Introduction, Installation, HUD & Controls
Monolith: A Veritable Teenage Developer
Monolith has been around for a while. Though theyíve not stuck it out for as long as the likes of IBM or Microsoft, or for that matter id, their birth in 1994 makes them one of the old-school developers of today. From their website:
ďMonolith was founded in October, 1994, in Kirkland, Washington, by a small group of individuals with an extensive history in the computer and educational games market. While still developers at Edmark, Monolith's founders decided to enter the fiercely competitive European 'demo' scene with a Windows-based prototype that demonstrated the kind of gaming graphics that, at the time, were believed possible only by using DOS. This demo caught the eye of Microsoft Corporation, with whom the Monolith founders worked on an early version of what became the LithTech Development System. During these formative years, Monolith included both a publishing division as well as internal development teams.
The company later reorganized and focused exclusively on game development. By strengthening its internal management structure, hiring experienced developers, and focusing on timely delivery of quality product, the company strengthened its external partnerships and slowly built a solid reputation as a dependable development house. During this phase, the company grew to over 80 employees and three teams.
Monolith Productions was acquired in 2004 by Warner Bros. Entertainment and currently employs over 100 people, all based in Kirkland, Washington. The company has three projects in development across multiple platforms. Current and past partners include: Sega of America, Vivendi Universal Games, Disney Interactive, Fox Interactive, GT Interactive, and Microsoft.Ē
But donít let the PR droids speak for them. If you care to peruse their game history you will come across a few titles that youíve probably heard of before: Blood and Blood II, their original FPS titles; No-One Lives Forever, No-One Lives Forever 2, and Contract: Jack, a three-part series that is a cross between James Bond and Austin Powers; the underwear-staining Alien versus Predator 2; the under exposed and underrated Tron 2.0, a game based on the 1980s film of the same name; The Matrix Online; and of course, F.E.A.R.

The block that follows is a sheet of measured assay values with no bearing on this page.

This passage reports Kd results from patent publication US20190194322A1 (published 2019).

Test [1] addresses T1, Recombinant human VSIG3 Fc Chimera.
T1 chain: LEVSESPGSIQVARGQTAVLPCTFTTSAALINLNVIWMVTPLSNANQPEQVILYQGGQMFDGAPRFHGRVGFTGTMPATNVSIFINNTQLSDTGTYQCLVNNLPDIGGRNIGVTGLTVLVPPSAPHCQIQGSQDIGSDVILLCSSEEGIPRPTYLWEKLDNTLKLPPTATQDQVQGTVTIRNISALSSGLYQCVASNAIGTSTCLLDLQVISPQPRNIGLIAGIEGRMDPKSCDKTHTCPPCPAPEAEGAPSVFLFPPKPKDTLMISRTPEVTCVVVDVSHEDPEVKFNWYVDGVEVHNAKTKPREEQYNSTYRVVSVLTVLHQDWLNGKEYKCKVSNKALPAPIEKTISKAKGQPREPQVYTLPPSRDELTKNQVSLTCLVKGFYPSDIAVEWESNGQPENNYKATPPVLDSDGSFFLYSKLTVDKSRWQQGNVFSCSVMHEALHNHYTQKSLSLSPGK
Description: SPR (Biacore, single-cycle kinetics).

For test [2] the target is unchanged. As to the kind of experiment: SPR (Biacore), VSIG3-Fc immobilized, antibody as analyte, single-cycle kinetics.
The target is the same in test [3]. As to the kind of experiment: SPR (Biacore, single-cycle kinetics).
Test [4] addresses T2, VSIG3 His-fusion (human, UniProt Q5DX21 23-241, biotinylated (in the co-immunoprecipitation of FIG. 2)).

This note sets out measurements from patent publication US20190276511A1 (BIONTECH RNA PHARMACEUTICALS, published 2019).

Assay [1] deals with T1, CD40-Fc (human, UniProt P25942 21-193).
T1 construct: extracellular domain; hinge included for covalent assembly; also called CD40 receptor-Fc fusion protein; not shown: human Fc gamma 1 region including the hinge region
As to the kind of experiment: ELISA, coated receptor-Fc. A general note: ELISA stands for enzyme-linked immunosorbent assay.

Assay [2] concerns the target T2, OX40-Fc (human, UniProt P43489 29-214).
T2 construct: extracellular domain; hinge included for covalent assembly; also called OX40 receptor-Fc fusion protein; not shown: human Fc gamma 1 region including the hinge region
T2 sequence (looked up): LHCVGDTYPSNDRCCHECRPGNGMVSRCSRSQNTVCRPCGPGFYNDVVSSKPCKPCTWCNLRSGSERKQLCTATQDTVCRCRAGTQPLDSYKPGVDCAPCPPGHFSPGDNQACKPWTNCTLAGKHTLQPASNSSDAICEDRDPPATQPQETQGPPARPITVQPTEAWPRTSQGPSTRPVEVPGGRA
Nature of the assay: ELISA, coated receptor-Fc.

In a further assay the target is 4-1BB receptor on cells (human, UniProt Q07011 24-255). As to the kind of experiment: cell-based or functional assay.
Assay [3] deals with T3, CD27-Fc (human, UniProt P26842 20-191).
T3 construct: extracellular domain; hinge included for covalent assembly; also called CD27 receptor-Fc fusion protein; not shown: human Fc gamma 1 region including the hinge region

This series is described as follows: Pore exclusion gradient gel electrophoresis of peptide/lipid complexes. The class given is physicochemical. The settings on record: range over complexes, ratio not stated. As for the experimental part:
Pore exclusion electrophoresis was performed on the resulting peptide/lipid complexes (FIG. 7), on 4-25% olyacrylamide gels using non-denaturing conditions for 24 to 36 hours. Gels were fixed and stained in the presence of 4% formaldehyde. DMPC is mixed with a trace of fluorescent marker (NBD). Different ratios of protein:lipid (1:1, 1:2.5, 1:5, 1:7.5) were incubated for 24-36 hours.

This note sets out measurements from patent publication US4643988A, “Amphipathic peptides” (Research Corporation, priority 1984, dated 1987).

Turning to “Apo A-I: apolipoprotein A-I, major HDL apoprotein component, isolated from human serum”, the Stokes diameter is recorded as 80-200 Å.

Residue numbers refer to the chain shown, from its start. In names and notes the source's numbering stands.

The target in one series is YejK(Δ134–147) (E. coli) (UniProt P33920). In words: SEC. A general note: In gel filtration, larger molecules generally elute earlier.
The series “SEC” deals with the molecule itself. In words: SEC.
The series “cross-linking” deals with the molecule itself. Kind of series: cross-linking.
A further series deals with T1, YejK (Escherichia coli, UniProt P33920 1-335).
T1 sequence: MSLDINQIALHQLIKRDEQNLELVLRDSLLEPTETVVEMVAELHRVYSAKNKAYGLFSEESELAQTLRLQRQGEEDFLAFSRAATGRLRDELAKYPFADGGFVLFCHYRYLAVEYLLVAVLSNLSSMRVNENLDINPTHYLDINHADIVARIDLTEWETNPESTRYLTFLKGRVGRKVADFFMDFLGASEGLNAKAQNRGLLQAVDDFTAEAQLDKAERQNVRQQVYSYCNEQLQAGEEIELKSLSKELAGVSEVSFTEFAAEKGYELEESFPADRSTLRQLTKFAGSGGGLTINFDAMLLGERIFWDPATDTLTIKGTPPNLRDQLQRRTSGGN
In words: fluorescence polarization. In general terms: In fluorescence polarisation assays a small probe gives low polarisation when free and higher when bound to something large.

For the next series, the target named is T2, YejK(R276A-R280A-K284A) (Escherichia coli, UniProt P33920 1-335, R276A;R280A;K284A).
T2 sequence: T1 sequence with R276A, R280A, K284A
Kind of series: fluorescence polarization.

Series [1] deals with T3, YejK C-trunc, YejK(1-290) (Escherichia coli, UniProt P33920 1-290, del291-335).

With such an impressive list of titles under their belt youíd expect Monolith to be able to bring the goods with their latest addition to the FPS genre, and no doubt, for those of you who are fans of Monolithís previous works, F.E.A.R is no disappointment. Indeed, itís impressive even if you arenít a fan of their previous work.
Installation and Setup: Seemingly Accurate
The installation procedure for F.E.A.R is like any other software title: pop the DVD in your drive and away you go! Using my Lite-On DVD/CDRW combo drive, I experienced no troubles at all installing the game. As it sits now on my hard drive, with the latest patch applied, the game is using approximately 4.62Gb of storage space. They certainly didnít waste any resources when pressing the DVD.
Those of you who choose to install using a DVD-R/RW may find later on that you have many a great difficulty trying to actually play the game, but Iíll cover this toward the end of the article.